may prove to be what sets Medicine Hat apart: Hatters live directly above the
gas field that heats their homes and powers local industry. Active gas wells
are scattered throughout residential and commercial properties across the city.
If you know what to look for, they are easy to spot.
Active gas wells exist in backyards, parking lots and public and private places of all kinds. Abandoned gas wells are capped and remain largely out of public view, denoted only by manhole covers or signs clearly marking what lies below. And while this may make some folks who visit from other areas of the county uncomfortable, you have only to look at Central Park to see the fusion between natural gas extraction and everyday life. Located just meters from a children’s waterpark is an active gas well that has been producing for over a century. The well is far from subtle. It is not hidden or obscured. In fact, its presence is celebrated on storyboards explaining to the public that over the years the site has produced enough gas to power 20,000 homes since it was first drilled. The use of urban wells is not likely to change in Medicine Hat as active natural gas wells continue to be maintained within the city limits.
Gaining a better understanding of the unique and long-standing relationship between Hatters and their everyday environment is why an Oral History project is at the heart of the Esplanade’s study. Medicine Hat has a diverse population, and in order to understand the relationship between residents and their most famous natural resource we aim to speak to the widest cross-section of the population possible. After all, primary sources are important, but they tend to represent the demographic who created them in the first place, particularly boosters, politicians, and gas experts.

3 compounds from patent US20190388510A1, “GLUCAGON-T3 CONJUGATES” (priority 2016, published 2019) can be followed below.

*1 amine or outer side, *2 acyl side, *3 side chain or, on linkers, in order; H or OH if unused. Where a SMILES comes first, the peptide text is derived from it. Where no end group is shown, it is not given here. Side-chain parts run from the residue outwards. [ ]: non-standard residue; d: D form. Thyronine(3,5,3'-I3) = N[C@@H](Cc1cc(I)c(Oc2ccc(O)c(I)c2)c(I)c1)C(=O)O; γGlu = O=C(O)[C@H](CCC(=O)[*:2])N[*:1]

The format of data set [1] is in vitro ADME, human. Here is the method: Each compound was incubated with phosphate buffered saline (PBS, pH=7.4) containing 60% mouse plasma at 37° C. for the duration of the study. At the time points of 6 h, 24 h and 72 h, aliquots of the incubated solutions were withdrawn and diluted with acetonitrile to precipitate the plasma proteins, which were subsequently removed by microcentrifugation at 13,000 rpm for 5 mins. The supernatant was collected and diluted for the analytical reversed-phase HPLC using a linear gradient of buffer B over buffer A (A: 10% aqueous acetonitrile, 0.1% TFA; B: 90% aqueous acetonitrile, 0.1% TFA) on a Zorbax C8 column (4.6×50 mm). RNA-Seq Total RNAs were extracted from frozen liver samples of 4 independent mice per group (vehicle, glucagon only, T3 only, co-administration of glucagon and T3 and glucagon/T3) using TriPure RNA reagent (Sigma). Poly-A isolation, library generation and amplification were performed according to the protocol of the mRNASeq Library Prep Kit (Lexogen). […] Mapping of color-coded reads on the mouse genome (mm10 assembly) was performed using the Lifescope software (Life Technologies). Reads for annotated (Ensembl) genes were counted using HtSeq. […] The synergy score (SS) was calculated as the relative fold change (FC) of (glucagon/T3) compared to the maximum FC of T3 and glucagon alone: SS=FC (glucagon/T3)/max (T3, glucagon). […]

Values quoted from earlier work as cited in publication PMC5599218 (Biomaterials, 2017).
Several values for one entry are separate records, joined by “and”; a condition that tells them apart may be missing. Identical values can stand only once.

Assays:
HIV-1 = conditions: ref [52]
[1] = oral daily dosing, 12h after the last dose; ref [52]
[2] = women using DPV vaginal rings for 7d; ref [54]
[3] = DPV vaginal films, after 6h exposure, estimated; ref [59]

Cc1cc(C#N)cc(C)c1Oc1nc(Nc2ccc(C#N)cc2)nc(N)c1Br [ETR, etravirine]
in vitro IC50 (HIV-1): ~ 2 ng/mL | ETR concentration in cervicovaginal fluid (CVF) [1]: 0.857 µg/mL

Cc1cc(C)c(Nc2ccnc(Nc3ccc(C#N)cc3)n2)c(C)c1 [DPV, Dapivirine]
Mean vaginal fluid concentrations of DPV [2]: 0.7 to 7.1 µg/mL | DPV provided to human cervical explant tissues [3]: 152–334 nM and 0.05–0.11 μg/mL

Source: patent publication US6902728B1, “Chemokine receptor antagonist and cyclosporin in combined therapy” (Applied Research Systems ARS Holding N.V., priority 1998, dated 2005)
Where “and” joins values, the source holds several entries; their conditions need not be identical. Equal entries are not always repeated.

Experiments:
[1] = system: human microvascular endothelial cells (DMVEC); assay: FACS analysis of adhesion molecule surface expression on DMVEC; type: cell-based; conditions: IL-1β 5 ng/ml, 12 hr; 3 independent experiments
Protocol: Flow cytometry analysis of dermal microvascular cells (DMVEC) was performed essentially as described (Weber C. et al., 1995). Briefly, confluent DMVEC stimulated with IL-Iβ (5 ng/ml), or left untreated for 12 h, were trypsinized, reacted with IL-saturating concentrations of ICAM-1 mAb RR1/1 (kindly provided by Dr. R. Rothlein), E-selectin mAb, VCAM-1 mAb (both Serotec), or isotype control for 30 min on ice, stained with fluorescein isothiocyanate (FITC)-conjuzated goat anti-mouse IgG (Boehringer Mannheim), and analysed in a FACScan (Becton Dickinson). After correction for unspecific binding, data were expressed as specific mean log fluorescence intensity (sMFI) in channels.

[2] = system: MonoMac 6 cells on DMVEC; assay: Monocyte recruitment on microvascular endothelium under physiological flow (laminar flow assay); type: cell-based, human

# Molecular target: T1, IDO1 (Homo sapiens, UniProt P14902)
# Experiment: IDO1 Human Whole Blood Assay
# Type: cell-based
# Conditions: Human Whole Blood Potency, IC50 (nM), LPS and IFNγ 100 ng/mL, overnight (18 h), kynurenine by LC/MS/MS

We are therefore encouraging anyone who has something to say about natural gas within a Medicine Hat context to reach out to us. We would also appreciate hearing from anyone who has memories to share – or opinions about – natural gas and urban identity in Medicine Hat. And, of course, we would like to learn more from past and present residents about Medicine Hat’s gas streetlamps, too!
Interviews are happening now thru September 30, 2019. If you would like to participate, please email email@example.com or call the Archives at (403) 502-8582. Online submissions can be made at: www.shapeyourcity.medicinehat.ca. We would also appreciate seeing any documents or photographs that could help move the study forward.
 The moniker “The Gas City” started life as “The Gas Town” as evidenced by postcards now in the Peel Collection at the University of Alberta. “GasCity” was, for a time, the civic government’s Western Union address and was later added to the city logo when the city migrated from the coat of arms to a more modern look.
 “Town Council: Gas to be Tried for Street Lights.” Medicine Hat News, June 23, 1904.
 Traffic lights and parking meters commenced operation on May 27, 1947. See “Inaugural Dates,” City Clerk’s Office Fonds, M2001.4.23 Box 13 file 23 and “Mayor’s Radio Broadcast,” ibid.
 See www.nodrillinglethbridge.ca for more on this advocacy organization.